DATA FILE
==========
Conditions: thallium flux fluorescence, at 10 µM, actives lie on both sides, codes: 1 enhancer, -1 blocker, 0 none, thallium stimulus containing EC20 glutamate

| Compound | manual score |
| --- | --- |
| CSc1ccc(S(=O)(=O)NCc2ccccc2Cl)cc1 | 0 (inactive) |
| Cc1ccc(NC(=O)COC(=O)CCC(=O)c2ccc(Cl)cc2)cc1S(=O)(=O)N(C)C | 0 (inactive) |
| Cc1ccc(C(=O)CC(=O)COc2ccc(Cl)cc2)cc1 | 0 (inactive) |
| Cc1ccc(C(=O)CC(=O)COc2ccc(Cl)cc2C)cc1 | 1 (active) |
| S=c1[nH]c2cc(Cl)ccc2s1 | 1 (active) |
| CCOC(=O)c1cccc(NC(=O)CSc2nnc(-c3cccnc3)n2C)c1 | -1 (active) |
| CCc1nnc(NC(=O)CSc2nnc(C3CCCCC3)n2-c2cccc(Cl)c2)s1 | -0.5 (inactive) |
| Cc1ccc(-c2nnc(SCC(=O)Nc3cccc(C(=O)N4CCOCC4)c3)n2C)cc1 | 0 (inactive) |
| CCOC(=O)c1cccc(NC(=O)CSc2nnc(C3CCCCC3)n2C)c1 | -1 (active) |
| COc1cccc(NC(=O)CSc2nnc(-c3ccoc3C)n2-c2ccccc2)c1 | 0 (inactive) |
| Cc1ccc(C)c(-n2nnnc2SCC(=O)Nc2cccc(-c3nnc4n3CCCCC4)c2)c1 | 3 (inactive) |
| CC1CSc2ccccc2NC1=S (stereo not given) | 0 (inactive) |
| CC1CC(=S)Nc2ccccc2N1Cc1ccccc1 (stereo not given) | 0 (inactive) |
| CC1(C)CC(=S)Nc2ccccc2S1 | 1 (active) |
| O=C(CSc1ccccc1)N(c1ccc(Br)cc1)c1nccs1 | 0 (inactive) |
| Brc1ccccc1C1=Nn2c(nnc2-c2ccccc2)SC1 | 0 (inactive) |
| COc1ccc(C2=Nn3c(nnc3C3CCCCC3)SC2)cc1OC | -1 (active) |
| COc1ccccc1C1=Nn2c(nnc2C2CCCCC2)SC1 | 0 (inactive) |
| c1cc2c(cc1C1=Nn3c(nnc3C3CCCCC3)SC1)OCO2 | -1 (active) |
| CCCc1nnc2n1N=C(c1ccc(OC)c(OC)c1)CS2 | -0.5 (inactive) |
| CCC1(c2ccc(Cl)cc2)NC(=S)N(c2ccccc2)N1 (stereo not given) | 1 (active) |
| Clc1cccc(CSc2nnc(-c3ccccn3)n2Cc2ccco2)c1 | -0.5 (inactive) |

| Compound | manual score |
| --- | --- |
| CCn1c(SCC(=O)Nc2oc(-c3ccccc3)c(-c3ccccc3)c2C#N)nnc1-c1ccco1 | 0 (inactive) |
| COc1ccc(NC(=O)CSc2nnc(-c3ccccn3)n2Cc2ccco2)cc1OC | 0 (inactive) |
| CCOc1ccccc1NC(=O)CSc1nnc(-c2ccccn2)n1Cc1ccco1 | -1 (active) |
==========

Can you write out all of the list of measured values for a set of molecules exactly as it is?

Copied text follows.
Conditions: thallium flux fluorescence, at 10 µM, actives lie on both sides, codes: 1 enhancer, -1 blocker, 0 none, thallium stimulus containing EC20 glutamate

| Compound | manual score |
| --- | --- |
| CSc1ccc(S(=O)(=O)NCc2ccccc2Cl)cc1 | 0 (inactive) |
| Cc1ccc(NC(=O)COC(=O)CCC(=O)c2ccc(Cl)cc2)cc1S(=O)(=O)N(C)C | 0 (inactive) |
| Cc1ccc(C(=O)CC(=O)COc2ccc(Cl)cc2)cc1 | 0 (inactive) |
| Cc1ccc(C(=O)CC(=O)COc2ccc(Cl)cc2C)cc1 | 1 (active) |
| S=c1[nH]c2cc(Cl)ccc2s1 | 1 (active) |
| CCOC(=O)c1cccc(NC(=O)CSc2nnc(-c3cccnc3)n2C)c1 | -1 (active) |
| CCc1nnc(NC(=O)CSc2nnc(C3CCCCC3)n2-c2cccc(Cl)c2)s1 | -0.5 (inactive) |
| Cc1ccc(-c2nnc(SCC(=O)Nc3cccc(C(=O)N4CCOCC4)c3)n2C)cc1 | 0 (inactive) |
| CCOC(=O)c1cccc(NC(=O)CSc2nnc(C3CCCCC3)n2C)c1 | -1 (active) |
| COc1cccc(NC(=O)CSc2nnc(-c3ccoc3C)n2-c2ccccc2)c1 | 0 (inactive) |
| Cc1ccc(C)c(-n2nnnc2SCC(=O)Nc2cccc(-c3nnc4n3CCCCC4)c2)c1 | 3 (inactive) |
| CC1CSc2ccccc2NC1=S (stereo not given) | 0 (inactive) |
| CC1CC(=S)Nc2ccccc2N1Cc1ccccc1 (stereo not given) | 0 (inactive) |
| CC1(C)CC(=S)Nc2ccccc2S1 | 1 (active) |
| O=C(CSc1ccccc1)N(c1ccc(Br)cc1)c1nccs1 | 0 (inactive) |
| Brc1ccccc1C1=Nn2c(nnc2-c2ccccc2)SC1 | 0 (inactive) |
| COc1ccc(C2=Nn3c(nnc3C3CCCCC3)SC2)cc1OC | -1 (active) |
| COc1ccccc1C1=Nn2c(nnc2C2CCCCC2)SC1 | 0 (inactive) |
| c1cc2c(cc1C1=Nn3c(nnc3C3CCCCC3)SC1)OCO2 | -1 (active) |
| CCCc1nnc2n1N=C(c1ccc(OC)c(OC)c1)CS2 | -0.5 (inactive) |
| CCC1(c2ccc(Cl)cc2)NC(=S)N(c2ccccc2)N1 (stereo not given) | 1 (active) |
| Clc1cccc(CSc2nnc(-c3ccccn3)n2Cc2ccco2)c1 | -0.5 (inactive) |

| Compound | manual score |
| --- | --- |
| CCn1c(SCC(=O)Nc2oc(-c3ccccc3)c(-c3ccccc3)c2C#N)nnc1-c1ccco1 | 0 (inactive) |
| COc1ccc(NC(=O)CSc2nnc(-c3ccccn3)n2Cc2ccco2)cc1OC | 0 (inactive) |
| CCOc1ccccc1NC(=O)CSc1nnc(-c2ccccn2)n1Cc1ccco1 | -1 (active) |